Functional Plant Biology Functional Plant Biology Society
Plant function and evolutionary biology

Prospects for using soil microorganisms to improve the acquisition of phosphorus by plants

Australian Journal of Plant Physiology 28(9) 897 - 906
Published: 03 September 2001


This paper originates from an address at the 8th International Symposium on Nitrogen Fixation with Non-Legumes, Sydney, NSW, December 2000

Microorganisms play an important role in the acquisition and transfer of nutrients in soil. For phosphorus (P), soil microorganisms are involved in a range of processes that affect P transformation and thus influence the subsequent availability of P (as phosphate) to plant roots. In particular, microorganisms can solubilize and mineralize P from inorganic and organic pools of total soil P. In addition, microorganisms may effectively increase the surface area of roots. Also, the microbial biomass itself contains a large pool of immobilized P that potentially is available to plants. Given that most soils are deficient in plant-available P and that P fertilizer represents a significant cost for agricultural production throughout the world, there is interest in using soil microorganisms as inoculants to mobilize P from poorly available sources in soil. Although potential clearly exists for developing such inoculants, their widespread application remains limited by a poor understanding of microbial ecology and population dynamics in soil, and by inconsistent performance over a range of environments. Furthermore, promotion of growth of plants in soil, as a consequence of microbial inoculation, may not necessarily be associated with characteristics such as P solubilization, which are manifest under laboratory conditions.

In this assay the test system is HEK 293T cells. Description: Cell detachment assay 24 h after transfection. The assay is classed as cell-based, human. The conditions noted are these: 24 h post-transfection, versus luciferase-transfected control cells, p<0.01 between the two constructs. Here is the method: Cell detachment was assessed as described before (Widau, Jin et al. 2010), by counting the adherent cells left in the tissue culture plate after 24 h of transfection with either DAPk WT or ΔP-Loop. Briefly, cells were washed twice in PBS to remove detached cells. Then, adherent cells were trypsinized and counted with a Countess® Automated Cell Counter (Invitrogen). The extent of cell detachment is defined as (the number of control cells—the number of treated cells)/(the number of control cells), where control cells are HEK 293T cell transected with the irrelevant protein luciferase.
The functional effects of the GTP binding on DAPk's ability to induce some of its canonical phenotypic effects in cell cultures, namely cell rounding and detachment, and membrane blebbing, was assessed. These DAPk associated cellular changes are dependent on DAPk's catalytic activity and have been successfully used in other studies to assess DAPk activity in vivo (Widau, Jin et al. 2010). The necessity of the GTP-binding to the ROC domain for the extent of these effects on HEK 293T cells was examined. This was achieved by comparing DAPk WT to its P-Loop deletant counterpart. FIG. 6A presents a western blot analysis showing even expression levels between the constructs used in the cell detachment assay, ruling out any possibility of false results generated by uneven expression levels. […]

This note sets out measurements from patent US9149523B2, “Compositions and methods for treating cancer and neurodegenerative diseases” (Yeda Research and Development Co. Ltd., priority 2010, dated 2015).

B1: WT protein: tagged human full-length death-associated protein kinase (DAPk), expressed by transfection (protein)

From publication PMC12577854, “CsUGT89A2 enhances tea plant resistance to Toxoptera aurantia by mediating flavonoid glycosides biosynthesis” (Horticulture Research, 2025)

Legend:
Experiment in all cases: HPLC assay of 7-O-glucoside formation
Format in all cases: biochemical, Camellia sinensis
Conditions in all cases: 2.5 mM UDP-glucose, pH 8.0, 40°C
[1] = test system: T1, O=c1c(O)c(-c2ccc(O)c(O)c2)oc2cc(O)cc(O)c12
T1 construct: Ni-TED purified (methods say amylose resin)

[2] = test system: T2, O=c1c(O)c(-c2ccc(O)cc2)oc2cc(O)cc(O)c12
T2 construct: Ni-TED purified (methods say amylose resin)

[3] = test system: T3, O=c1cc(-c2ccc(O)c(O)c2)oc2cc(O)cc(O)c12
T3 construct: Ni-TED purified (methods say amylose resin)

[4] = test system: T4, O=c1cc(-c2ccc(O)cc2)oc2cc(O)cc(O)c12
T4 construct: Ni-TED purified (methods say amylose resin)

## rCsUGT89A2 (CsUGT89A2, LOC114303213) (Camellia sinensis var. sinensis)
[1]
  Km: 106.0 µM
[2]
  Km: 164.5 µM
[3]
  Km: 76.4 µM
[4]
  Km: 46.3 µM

Keywords: microbial inoculation, microorganisms, mineralization, phosphorus, plant nutrition, soil, solubilization.

© CSIRO 2001

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